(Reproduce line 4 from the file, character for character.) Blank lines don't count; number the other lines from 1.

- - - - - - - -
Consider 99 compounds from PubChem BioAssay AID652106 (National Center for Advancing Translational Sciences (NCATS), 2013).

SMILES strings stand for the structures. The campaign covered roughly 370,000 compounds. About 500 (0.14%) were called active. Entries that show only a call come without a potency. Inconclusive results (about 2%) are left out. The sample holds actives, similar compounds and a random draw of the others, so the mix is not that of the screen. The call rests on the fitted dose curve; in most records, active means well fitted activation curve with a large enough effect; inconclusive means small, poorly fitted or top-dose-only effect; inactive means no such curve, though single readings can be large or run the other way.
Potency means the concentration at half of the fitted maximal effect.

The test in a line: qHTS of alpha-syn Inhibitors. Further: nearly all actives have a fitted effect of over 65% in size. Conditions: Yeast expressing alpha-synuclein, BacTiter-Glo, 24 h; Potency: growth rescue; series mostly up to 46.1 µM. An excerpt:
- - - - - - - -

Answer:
The test in a line: qHTS of alpha-syn Inhibitors. Further: nearly all actives have a fitted effect of over 65% in size. Conditions: Yeast expressing alpha-synuclein, BacTiter-Glo, 24 h; Potency: growth rescue; series mostly up to 46.1 µM. An excerpt: